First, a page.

The Panafest is held every summer. It is celebrates Ghanaian roots. People from other African countries, as well as African-Americans with roots in Ghana , often visit the country and celebrate their heritage.
The Homowo Festival-The word “Homowo” literally means hooting at hunger. Traditional oral history tells of a time when the rains stopped and the sea closed its gates. A deadly famine spread throughout the southern Accra Plains, the home of the Ga people. When the harvest finally arrived and food became plentiful, the people celebrated with a festival that ridiculed hunger.
Kobine is a traditional dance and festival unique to the Lawra area of north western Ghana . The dance and the festival named after it are celebrated in September and October to mark the end of a successful harvest.
See also: List of African writers (by country)# Ghana
The literary tradition of northern Ghana has its roots in Islam, while the literature of the south was influenced by Christian missionaries. As a result of European influence, a number of Ghanaian groups have developed writing systems based on Latin script, and several indigenous languages have produced a rich body of literature. The principal written Ghanaian languages are the Twi dialects of Asante, Akwapim, and Fante. Other written languages are Nzema, Ewe, Dagbane, Ga, and Kasena (a Grusi language). Most publications in the country, however, are written in English.
There are three distinct types of Ghanaian music: ethnic or traditional music, normally played during festivals and at funerals; “highlife” music, which is a blend of traditional and mported music; and choral music, which is performed in concert halls, churches, schools and colleges.
Southern Ghanaian music incorporates several distinct types of musical instruments including:
Axatse -is a type of rattle or idiophone. It is constructed by hollowing out a gourd or calabash. Beads are attached with string which is woven in a fishnet design.
Gankogui -is a double bell or gong. It is constructed from iron. In Ewe music in general, and during Atsi in particular, gankogui keeps the time.
Kaganu-is a narrow drum or membranophone about two feet tall, its head is about three inches in diameter and it is open at the bottom.
Kidi -is a drum about two feet tall, its head is about nine inches in diameter and has a closed bottom. The Kidi responds to calls from the lead drummer.
Atsimevu-is the lead drum. It is a narrow drum approximately four feet tall and its head is about eleven inches in diameter.
Sogo-is the largest of the supporting drums used to play Atsi. In other pieces it is used as a lead drum. It is about two and a half feet tall, its head is about ten inches in diameter and it is closed at the bottom.
Kpanlogo- Carved from a single piece of wood, and covered in skin to create the drum head.
Northern Ghanaian music incorporates the following instruments:
North and Northeastern Ghana is known for talking drum ensembles, goje fiddle and koloko lute music, played by the Gur-speaking Frafra, Gurunsi and Dagomba nations, as well as by smaller Fulani, Hausa, Mande-speaking Busanga and Ligbi peoples.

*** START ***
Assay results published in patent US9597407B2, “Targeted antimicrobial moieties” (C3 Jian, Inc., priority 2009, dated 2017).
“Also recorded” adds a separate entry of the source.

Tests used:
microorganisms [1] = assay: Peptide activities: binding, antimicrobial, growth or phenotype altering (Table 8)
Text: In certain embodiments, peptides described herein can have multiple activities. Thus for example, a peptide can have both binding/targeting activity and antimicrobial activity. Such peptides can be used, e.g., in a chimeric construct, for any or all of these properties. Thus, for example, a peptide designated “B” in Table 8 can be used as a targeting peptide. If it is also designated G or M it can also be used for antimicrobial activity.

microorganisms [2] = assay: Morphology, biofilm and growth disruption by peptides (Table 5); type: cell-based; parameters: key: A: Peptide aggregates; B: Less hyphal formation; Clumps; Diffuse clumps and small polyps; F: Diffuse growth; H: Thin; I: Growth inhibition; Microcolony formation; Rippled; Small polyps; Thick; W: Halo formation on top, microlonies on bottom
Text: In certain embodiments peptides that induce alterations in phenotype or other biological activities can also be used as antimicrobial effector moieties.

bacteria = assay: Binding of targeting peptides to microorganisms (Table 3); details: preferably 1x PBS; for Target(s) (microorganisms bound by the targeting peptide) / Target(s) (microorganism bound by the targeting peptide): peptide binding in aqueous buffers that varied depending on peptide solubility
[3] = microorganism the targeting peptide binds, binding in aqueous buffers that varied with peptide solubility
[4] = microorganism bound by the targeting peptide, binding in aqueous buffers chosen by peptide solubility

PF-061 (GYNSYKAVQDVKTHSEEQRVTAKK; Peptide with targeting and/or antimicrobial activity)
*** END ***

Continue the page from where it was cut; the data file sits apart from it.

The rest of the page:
Upper-Northwestern Ghana is home to the Dagara, Lobi, Wala and Sissala peoples, who are known for complex interlocking Gyil folk music with double meters. The Gyil is a close relative of the Balafon. The musical traditions of the Mande Bissa and Dyula minorities in this area closer resemble those of neighboring Mandinka-speaking areas than those of other Upper-Northwestern groups.
Ghana has diverse traditional dishes from each ethnic group,tribe and clan. Generally though,most Ghanaian dishes are made up of a starchy portion,and a sauce or soup saturated with fish,snails,meat or mushrooms.
Arts and crafts
Kente weaving is a traditional craft among the Ashanti people of Ghana . A kente cloths is sewn together from many narrow (about 10 centimetres (3.9 in) wide) kente stripes. This image shows different patterns of typical Ashanti Kente stripes.
Kente is one of the symbols of the Ghanaian chieftaincy, which remains strong throughout the country, particularly in the areas populated by members of the culturally- and politically dominant Ashanti tribe. The Ashanti’s chief, known as the Asantehene, is perhaps the most revered individual in the country. Like other Ghanaian chiefs, he wears bright Kente, gold bracelets, rings and amulets, and is always accompanied by numerous ornate umbrellas (which are also a symbol of the chieftaincy itself). Weaving is a highly developed craft, with dozens of standardized and named textile designs. The colors and patterns of the Kente are carefully chosen by the weaver and the wearer.
Kente cloth is worn primarily in the southern part of the country and n contrast to other forms of traditional weaving – is reserved mainly for joyous occasions. It is also quite appropriate for outsiders to wear it for religious and festive occasions.
During the 13th Century, the asante people developed their unique art of adinkra printing. Hand-printed and hand-embroidered Adinkra clothes were made and used exclusively by the royalty and spiritual leaders for devotional ceremonies and rituals. Each of the motifs that make up the corpus of adinkra symbolism has a name and meaning derived from a proverb, a historical event, human attitude, animal behavior, plant life, or shapes of inanimate and man-made objects. These are graphically rendered in stylized geometric shapes. Meanings of motifs may be categorized as follows: Aesthetics, Ethics, Human Relations and Religious concepts.
This brass ornament was produced by Ashanti craftsman, and originally used to keep precious gold dust. The lid is decorated with a village scene; the chief is sitting under his umbrella playing owari (a type of African bead game).
Traditional wood carvings are divided into many branches, each with its own specialists. Among the major products are wooden sculptures and talking-drums (atumpan).